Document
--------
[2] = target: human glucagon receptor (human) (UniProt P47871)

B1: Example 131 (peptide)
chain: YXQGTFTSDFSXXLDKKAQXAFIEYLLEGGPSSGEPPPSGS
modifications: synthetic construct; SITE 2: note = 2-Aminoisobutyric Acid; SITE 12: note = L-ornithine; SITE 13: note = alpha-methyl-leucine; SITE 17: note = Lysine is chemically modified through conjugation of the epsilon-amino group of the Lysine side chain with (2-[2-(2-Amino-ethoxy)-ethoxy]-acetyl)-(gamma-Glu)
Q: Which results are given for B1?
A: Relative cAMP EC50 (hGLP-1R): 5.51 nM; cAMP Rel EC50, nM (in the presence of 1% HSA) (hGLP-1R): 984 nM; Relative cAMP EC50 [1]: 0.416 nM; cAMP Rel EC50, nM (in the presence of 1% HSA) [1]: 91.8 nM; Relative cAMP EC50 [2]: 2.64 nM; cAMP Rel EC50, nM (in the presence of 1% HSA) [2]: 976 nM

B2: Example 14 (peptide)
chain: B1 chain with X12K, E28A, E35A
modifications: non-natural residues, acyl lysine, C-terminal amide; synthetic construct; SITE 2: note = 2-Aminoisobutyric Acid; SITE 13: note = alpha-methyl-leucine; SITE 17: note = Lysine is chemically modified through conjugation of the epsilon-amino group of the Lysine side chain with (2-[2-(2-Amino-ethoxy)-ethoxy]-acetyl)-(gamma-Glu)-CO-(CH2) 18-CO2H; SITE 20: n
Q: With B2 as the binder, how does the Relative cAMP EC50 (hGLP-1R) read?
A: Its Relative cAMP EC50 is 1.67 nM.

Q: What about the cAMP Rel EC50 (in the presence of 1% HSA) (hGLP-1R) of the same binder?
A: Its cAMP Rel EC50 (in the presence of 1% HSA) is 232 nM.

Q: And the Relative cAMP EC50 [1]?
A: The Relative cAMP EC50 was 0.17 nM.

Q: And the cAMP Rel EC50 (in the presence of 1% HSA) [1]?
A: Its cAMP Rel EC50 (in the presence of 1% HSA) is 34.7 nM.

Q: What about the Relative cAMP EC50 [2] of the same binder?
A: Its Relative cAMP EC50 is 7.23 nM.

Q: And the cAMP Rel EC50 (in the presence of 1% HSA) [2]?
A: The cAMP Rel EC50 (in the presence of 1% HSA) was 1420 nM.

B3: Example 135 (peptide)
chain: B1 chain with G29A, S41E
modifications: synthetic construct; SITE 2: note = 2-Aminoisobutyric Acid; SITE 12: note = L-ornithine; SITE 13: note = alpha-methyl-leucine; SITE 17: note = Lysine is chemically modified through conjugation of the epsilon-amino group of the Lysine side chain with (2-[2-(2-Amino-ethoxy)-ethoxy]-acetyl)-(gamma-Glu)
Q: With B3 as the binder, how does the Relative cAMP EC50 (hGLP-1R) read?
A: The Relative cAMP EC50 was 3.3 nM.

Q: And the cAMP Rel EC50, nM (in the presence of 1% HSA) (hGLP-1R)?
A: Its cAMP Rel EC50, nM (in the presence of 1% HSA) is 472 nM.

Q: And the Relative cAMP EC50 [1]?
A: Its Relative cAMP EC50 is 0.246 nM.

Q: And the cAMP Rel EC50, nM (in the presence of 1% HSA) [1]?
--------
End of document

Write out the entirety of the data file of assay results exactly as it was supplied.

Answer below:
[2] = target: human glucagon receptor (human) (UniProt P47871)

B1: Example 131 (peptide)
chain: YXQGTFTSDFSXXLDKKAQXAFIEYLLEGGPSSGEPPPSGS
modifications: synthetic construct; SITE 2: note = 2-Aminoisobutyric Acid; SITE 12: note = L-ornithine; SITE 13: note = alpha-methyl-leucine; SITE 17: note = Lysine is chemically modified through conjugation of the epsilon-amino group of the Lysine side chain with (2-[2-(2-Amino-ethoxy)-ethoxy]-acetyl)-(gamma-Glu)
Q: Which results are given for B1?
A: Relative cAMP EC50 (hGLP-1R): 5.51 nM; cAMP Rel EC50, nM (in the presence of 1% HSA) (hGLP-1R): 984 nM; Relative cAMP EC50 [1]: 0.416 nM; cAMP Rel EC50, nM (in the presence of 1% HSA) [1]: 91.8 nM; Relative cAMP EC50 [2]: 2.64 nM; cAMP Rel EC50, nM (in the presence of 1% HSA) [2]: 976 nM

B2: Example 14 (peptide)
chain: B1 chain with X12K, E28A, E35A
modifications: non-natural residues, acyl lysine, C-terminal amide; synthetic construct; SITE 2: note = 2-Aminoisobutyric Acid; SITE 13: note = alpha-methyl-leucine; SITE 17: note = Lysine is chemically modified through conjugation of the epsilon-amino group of the Lysine side chain with (2-[2-(2-Amino-ethoxy)-ethoxy]-acetyl)-(gamma-Glu)-CO-(CH2) 18-CO2H; SITE 20: n
Q: With B2 as the binder, how does the Relative cAMP EC50 (hGLP-1R) read?
A: Its Relative cAMP EC50 is 1.67 nM.

Q: What about the cAMP Rel EC50 (in the presence of 1% HSA) (hGLP-1R) of the same binder?
A: Its cAMP Rel EC50 (in the presence of 1% HSA) is 232 nM.

Q: And the Relative cAMP EC50 [1]?
A: The Relative cAMP EC50 was 0.17 nM.

Q: And the cAMP Rel EC50 (in the presence of 1% HSA) [1]?
A: Its cAMP Rel EC50 (in the presence of 1% HSA) is 34.7 nM.

Q: What about the Relative cAMP EC50 [2] of the same binder?
A: Its Relative cAMP EC50 is 7.23 nM.

Q: And the cAMP Rel EC50 (in the presence of 1% HSA) [2]?
A: The cAMP Rel EC50 (in the presence of 1% HSA) was 1420 nM.

B3: Example 135 (peptide)
chain: B1 chain with G29A, S41E
modifications: synthetic construct; SITE 2: note = 2-Aminoisobutyric Acid; SITE 12: note = L-ornithine; SITE 13: note = alpha-methyl-leucine; SITE 17: note = Lysine is chemically modified through conjugation of the epsilon-amino group of the Lysine side chain with (2-[2-(2-Amino-ethoxy)-ethoxy]-acetyl)-(gamma-Glu)
Q: With B3 as the binder, how does the Relative cAMP EC50 (hGLP-1R) read?
A: The Relative cAMP EC50 was 3.3 nM.

Q: And the cAMP Rel EC50, nM (in the presence of 1% HSA) (hGLP-1R)?
A: Its cAMP Rel EC50, nM (in the presence of 1% HSA) is 472 nM.

Q: And the Relative cAMP EC50 [1]?
A: Its Relative cAMP EC50 is 0.246 nM.

Q: And the cAMP Rel EC50, nM (in the presence of 1% HSA) [1]?